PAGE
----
Smart Wetlands: RMB-SU pitch 6 April 2016
Singularity University, a benefit corporation whose mission is to educate, inspire and empower leaders to apply exponential technologies to address humanity’s greatest challenges, has announced a new partnership with Rand Merchant Bank (RMB) in South Africa, a division of FirstRand Bank Limited, to launch the first SingularityU South Africa Global Impact Competition (GIC). One of the Merah Mas projects - Smart Wetlands, placed in the top 5.
Good evening everyone, tonight I want to talk to you about smart wetlands, or, smart swamps for our American friends.
My name is Bernelle, and my avatar is indiebio.
I didn't put a slide up about the water problem, because I think we all know our water situation is dire.
We don't have enough water, and what we have is of poor quality.
I'm a bioprocess engineer, and I have been working in the water industry for the past 6 years. But my passion is biotech, and the bioeconomy. Biotech is fundamentally water based, so the real clinch point in these industries is water.
treats dirty water,
using waste plastic and fishing nets,
to produce clean water
and sellable products,
while tracking the data in real time.
This is what these wetlands look like - all images courtesy of Lynda Muller.
And this is how they work.
The plants grow on top of this matrix, and the bacteria grow inside this matrix. Together, they clean the water.
But the plants that grow on the matrix can also be used to produce products, like fibre - for example flax for linen, cut flowers, or even food.
The matrix is made from repurposed plastic, in this case recycled plastic, and then there is the multiprobe, that can record data about the quality of the water in real time.
This idea started when Lynda was struggling to fill demand for the matrix. These are all imported, and the current exchange rate made the import option unfeasible, and we could not find a local manufacturer. I brought a sample, so if anyone knows anything, please, we're still looking.
So we decided we need to innovate. We are looking at recycled plastic extrusion like the original matrix, but this involves grading the plastic, melting it and re-extruding it, which is energy and effort intensive. Our early attempt is shown in the middle of this slide.
We are now looking at shredding waste colddrink bottles, with a little tool - have a look at plastic bottle string, it's all the rage on the internet at the moment.
(e.g. this kickstarter project)
(I think we'd have to upscale a little bit, make it a tad more industrial, multiple bottles at a time, but it should still work without power, off-grid, and be very repairable.)
We're also looking at using abandoned, lost or otherwise discarded fishing gear (ALDFG) (See this UNEP report ), and you can see an early prototype which Lynda calls a 'kraai nes' (crow's nest) in the image on the right. This would be great for targeting the East African market, where these nets are a problem, and we'd like to start by using the created wetlands on Lake Malawi. We have a potential base in Mzuzu, and potential partners working along the East African coast already.
Then, the multiprobe. This is developed by a colleague at the University of Cape Town. It is not part of Kevin Winter's research, but he was getting so frustrated with what was available to monitor river water, that he hacked his own probes. He's already managed to get the probes ten times cheaper than what off the shelf components would cost, but I think we can get it even cheaper and more robust with more development.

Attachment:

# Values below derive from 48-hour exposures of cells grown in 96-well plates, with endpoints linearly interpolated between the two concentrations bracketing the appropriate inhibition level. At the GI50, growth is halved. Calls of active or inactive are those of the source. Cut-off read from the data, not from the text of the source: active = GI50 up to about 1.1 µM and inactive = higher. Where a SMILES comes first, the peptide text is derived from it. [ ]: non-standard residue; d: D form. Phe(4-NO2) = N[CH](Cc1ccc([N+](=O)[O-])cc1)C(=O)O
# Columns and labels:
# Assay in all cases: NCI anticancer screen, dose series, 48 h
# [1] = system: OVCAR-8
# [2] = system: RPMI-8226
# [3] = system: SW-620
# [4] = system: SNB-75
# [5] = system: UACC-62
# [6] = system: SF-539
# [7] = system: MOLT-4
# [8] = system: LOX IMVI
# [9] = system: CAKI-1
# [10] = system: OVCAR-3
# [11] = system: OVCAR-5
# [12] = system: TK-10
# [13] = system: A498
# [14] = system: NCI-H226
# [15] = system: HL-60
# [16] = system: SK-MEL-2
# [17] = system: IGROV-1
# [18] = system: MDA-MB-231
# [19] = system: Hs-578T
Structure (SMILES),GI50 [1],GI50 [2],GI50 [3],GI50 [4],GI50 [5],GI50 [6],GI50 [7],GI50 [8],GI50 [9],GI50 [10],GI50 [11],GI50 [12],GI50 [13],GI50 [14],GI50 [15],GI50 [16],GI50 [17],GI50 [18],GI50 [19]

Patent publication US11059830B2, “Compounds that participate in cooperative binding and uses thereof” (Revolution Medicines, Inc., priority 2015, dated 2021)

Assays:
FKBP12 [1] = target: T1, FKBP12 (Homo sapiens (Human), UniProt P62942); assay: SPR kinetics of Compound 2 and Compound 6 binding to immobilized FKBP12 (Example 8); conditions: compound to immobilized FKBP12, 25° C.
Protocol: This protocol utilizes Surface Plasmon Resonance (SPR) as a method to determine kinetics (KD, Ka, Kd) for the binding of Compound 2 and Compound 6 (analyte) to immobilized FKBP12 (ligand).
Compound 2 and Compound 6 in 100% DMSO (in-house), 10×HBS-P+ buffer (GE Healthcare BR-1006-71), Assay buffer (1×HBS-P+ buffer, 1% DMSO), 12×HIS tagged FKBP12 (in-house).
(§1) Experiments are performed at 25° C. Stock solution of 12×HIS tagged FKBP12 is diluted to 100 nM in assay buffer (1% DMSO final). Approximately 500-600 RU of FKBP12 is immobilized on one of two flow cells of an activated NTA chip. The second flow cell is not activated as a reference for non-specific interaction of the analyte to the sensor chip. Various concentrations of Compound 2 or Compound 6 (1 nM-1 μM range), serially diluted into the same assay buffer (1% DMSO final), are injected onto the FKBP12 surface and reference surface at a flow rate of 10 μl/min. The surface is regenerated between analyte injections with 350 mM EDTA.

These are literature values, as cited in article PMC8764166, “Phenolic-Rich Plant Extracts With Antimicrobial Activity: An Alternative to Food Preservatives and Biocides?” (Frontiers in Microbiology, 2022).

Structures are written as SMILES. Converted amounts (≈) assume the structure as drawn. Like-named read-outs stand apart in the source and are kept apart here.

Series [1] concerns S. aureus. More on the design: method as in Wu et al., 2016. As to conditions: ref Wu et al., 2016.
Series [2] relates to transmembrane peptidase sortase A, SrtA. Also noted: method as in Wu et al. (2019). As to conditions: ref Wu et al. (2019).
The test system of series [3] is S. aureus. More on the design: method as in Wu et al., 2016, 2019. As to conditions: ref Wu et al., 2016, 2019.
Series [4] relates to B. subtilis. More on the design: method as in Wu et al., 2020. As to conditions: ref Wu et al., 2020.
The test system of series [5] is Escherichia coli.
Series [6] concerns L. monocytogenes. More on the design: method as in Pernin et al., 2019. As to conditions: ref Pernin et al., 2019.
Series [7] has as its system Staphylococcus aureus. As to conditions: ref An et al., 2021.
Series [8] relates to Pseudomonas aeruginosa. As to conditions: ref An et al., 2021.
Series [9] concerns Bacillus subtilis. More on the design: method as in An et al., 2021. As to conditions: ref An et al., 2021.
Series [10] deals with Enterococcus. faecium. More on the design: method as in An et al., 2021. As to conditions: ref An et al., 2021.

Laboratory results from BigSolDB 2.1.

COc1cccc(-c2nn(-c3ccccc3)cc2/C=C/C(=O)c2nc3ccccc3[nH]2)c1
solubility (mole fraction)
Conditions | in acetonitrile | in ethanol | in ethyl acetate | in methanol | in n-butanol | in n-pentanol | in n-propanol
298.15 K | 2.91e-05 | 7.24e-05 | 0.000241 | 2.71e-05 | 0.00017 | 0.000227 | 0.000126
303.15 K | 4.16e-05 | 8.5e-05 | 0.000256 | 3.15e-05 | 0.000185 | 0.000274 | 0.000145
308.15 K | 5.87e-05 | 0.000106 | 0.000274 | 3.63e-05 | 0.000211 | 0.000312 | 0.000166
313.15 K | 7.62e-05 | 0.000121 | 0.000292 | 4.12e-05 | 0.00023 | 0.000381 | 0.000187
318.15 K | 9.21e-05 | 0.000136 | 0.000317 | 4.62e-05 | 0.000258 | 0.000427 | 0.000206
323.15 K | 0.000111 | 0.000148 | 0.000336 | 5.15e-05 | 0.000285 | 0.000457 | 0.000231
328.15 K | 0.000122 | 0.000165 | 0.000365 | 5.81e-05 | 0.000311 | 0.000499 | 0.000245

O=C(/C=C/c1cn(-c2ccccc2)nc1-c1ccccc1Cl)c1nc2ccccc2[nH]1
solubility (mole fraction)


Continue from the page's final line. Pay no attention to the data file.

The probes measure six parameters:
2. Dissolved Oxygen, a measure of the health of the water
3. Electrical Conductivity, a measure of the dissolved contaminants in the water - the things we can't see
4. Total Disssolved Solids, a measure of the turbidity of the water, the contaminants that we can see, that makes the water murky
and 6. Voltage, to check the state of the battery, which is powered by solar power.
The multiprobes sends data through in real time, so you can check it from your office. These probes need to be used everywhere, because we really don't know what is in our water bodies, so they have to be cheap, robust, and open to allow people to use these for their own data-gathering purposes.
What is the impact of this solution?
Yes, we are cleaning water, and that is important, but what is more exciting is that it can serve as a three-fold catalyst for micro-industries.
The floating wetland matrix is a tailored solution for hydro-agricultural production - this includes anything from fibre production, herbs and vegetables, to serving as a habitat/protection for fish. The 'scrubbing pad material' is very useful, and the main limit to finding many applications to it is the cost and availability.
Then, the process monitoring approach is critical to the emerging bioecomony, especially in an African environment where more decentralised solutions may be more appropriate.
On a wider scale, better environmental monitoring and greater engagement better informs policy, which better informs appropriate treatment, which leads to better citizen engagement based on actual data.
In short, a more science literate society.
The underlying technology is one of integration. This work is based on more than ten years of integrated research on wastewater biorefineries, including aspects of for example, bacterial attachment, biological wastewater treatment, treatment wetlands, and ecological engineering. We draw from global research in these areas and more over many decades.
The short version is, we integrate knowledge of water, biotech and IT, specifically embedded systems.
We have published one report already which is publically available from the Water Research Commission (link), and our second project concludes in May, so the report should be available to the public later this year.